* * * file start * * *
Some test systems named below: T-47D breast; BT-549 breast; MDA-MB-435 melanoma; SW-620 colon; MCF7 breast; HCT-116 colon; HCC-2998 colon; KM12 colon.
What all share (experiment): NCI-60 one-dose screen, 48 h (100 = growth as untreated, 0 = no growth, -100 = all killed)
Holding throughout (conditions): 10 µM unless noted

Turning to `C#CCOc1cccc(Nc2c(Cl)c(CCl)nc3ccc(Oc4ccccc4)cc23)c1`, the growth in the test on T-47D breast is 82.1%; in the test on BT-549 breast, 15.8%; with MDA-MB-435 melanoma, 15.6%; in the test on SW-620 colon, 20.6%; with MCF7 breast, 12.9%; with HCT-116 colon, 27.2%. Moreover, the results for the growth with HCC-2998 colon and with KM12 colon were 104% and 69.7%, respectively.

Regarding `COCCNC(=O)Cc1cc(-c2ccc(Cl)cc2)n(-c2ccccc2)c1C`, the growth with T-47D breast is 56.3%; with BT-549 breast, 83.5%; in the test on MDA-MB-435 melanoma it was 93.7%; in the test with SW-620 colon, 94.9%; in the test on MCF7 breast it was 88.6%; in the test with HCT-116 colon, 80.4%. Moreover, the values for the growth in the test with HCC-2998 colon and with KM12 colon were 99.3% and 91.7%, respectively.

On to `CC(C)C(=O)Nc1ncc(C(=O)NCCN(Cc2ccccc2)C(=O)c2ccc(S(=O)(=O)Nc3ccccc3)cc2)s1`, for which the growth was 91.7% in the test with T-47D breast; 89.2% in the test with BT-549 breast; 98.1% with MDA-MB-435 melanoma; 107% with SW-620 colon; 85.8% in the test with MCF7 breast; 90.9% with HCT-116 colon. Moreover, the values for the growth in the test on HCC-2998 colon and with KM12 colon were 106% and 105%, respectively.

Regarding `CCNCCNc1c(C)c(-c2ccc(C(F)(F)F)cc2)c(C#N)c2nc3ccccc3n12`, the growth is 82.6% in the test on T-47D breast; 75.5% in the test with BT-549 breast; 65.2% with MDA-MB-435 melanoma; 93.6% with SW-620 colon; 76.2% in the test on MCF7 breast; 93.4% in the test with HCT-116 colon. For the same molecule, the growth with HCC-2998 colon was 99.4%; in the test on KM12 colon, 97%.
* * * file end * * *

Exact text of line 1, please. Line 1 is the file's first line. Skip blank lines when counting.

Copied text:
Some test systems named below: T-47D breast; BT-549 breast; MDA-MB-435 melanoma; SW-620 colon; MCF7 breast; HCT-116 colon; HCC-2998 colon; KM12 colon.